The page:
A registered agent receives and accepts official legal communications — tax notices, subpoenas, regulatory notices, and correspondence — from the State of Connecticut.

The agent also receives any service of process (e.g., summons) your LLC may receive when it’s involved in a lawsuit with another business entity or person. These documents must be received in person. Failure to do so can have legal and financial consequences.

Connecticut requirements for a registered agent

Connecticut accepts the following people to act as a registered agent:

  • Over 18 years of age
  • Has their primary residence in Connecticut
  • Has a street address in Connecticut (not a P.O. box address)
  • Available at that office address during regular business hours

So you, an employee, or even a friend you trust can act as a registered agent. Or you can hire a professional registered agent service instead.

When to use a professional registered agent service

Many businesses prefer to appoint a professional registered agent service because the provider:

  • Offers more privacy — your physical address doesn’t become of public record
  • Handles legal paperwork expertly and discreetly
  • Complies with state requirements
  • Is available when needed

Also, foreign LLCs without a physical presence in the state do so out of necessity.

Using a registered agent service typically costs $100 to $300 per year, depending on your selected service tier.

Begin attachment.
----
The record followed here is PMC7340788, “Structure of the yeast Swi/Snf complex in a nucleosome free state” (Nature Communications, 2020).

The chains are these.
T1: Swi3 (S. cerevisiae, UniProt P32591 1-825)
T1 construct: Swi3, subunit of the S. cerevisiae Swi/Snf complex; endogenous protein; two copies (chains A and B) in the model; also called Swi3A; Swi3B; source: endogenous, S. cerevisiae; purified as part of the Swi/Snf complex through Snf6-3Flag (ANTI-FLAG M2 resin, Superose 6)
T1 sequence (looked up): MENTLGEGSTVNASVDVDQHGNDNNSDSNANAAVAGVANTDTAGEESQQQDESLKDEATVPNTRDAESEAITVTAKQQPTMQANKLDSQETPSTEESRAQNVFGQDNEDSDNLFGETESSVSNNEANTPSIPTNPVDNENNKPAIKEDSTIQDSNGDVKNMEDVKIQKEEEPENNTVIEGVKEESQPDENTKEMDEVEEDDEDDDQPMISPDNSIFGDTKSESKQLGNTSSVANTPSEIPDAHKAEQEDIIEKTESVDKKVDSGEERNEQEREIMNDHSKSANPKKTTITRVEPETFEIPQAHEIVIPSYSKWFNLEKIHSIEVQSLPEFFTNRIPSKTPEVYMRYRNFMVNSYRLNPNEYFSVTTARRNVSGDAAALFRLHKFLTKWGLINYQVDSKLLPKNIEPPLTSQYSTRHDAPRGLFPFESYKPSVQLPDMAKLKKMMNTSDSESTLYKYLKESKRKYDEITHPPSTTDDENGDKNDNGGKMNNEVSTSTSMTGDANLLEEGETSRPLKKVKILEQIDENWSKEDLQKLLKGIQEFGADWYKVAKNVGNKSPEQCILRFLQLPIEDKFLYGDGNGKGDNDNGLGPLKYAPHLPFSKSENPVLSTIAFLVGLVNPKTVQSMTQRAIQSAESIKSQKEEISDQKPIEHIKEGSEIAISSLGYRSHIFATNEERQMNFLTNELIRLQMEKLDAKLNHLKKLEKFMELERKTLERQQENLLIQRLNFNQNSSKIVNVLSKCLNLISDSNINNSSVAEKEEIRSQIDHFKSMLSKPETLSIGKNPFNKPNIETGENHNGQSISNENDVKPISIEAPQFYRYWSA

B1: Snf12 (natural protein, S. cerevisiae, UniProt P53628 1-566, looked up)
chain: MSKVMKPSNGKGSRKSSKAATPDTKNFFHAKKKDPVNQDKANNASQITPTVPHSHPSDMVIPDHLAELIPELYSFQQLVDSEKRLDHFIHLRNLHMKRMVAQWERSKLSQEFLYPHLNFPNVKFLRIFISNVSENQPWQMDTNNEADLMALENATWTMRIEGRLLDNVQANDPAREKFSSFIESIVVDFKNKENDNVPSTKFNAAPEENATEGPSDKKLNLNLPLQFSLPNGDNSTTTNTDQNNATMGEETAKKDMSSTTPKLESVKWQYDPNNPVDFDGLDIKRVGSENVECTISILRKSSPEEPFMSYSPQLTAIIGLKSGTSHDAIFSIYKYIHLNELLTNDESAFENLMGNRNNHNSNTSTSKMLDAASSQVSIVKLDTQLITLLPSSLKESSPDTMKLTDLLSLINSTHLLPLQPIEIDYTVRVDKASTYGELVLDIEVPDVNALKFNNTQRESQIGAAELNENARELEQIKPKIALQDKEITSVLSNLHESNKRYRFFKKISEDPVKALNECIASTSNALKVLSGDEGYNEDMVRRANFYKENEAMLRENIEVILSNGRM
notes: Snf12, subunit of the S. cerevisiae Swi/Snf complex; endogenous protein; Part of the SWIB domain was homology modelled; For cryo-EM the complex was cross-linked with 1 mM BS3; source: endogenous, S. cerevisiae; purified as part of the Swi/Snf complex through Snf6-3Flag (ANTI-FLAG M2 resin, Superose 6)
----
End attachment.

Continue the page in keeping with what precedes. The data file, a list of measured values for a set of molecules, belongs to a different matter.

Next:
How to appoint a registered agent in Connecticut

When you complete your LLC’s Certificate of Organization, you’ll appoint your registered agent on your application. There is no fee for this initial selection.

To change the registered agent, you’ll prepare a Change of Agent form and submit it to the Connecticut Secretary of State together with a $50 filing fee by check or debit/credit card (for online filings).

Your new Connecticut registered agent will also sign the paper form to consent to their appointment. The authorizer must acknowledge that the agent consents to their appointment for online filings.

Step 3: File the Connecticut LLC Certificate of Organization

When you’re ready to form your Connecticut LLC, you’ll fill out and file the Certificate of Organization with the Secretary of State. In other states, this document is called “Articles of Organization.”

Download and submit the Certificate of Organization form online or submit a hard copy by mail or in-person to the Secretary of State’s Office. A $120 fee will apply whether you file online or via hard copy.

Connecticut certificate of organization to form a domestic LLC
Connecticut certificate of organization to form a domestic LLC. Source: Connecticut Secretary of State.

Connecticut has a complete list of what you’ll need to file your Certificate of Organization, including:

  • LLC name and address
  • Registered agent contact details
  • Founders of the LLC
  • Managers of the LLC (even for single-member LLCs)

Step 4: Obtain an EIN (Employer Identification Number) from the IRS

Some LLCs will need to apply for Employee Identification Number (EIN) once the state paperwork is approved.

An EIN is a unique nine-digit number (like a social security number) the Internal Revenue Service (IRS) assigns companies to identify them for tax return filing and reporting. An EIN is also needed for hiring employees and paying federal taxes.

Single-member LLCs filing taxes as a sole proprietorship with no employees are not required to obtain an EIN.

You can apply for and get your EIN using a paper Form SS-4, but it’s free and much faster through the IRS website. To get started:

  • Choose the type of business you wish to start, in this case, an LLC